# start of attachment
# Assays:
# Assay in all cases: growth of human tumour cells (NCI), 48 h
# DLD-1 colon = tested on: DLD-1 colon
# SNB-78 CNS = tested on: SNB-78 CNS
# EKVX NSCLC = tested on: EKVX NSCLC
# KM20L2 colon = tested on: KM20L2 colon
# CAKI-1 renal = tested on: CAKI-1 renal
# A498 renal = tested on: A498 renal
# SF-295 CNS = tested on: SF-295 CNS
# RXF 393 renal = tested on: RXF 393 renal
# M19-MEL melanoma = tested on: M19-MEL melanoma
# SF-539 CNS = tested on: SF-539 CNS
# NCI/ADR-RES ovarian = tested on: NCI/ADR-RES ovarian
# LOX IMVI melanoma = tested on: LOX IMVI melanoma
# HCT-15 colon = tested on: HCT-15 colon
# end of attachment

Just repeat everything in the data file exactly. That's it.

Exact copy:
# Assays:
# Assay in all cases: growth of human tumour cells (NCI), 48 h
# DLD-1 colon = tested on: DLD-1 colon
# SNB-78 CNS = tested on: SNB-78 CNS
# EKVX NSCLC = tested on: EKVX NSCLC
# KM20L2 colon = tested on: KM20L2 colon
# CAKI-1 renal = tested on: CAKI-1 renal
# A498 renal = tested on: A498 renal
# SF-295 CNS = tested on: SF-295 CNS
# RXF 393 renal = tested on: RXF 393 renal
# M19-MEL melanoma = tested on: M19-MEL melanoma
# SF-539 CNS = tested on: SF-539 CNS
# NCI/ADR-RES ovarian = tested on: NCI/ADR-RES ovarian
# LOX IMVI melanoma = tested on: LOX IMVI melanoma
# HCT-15 colon = tested on: HCT-15 colon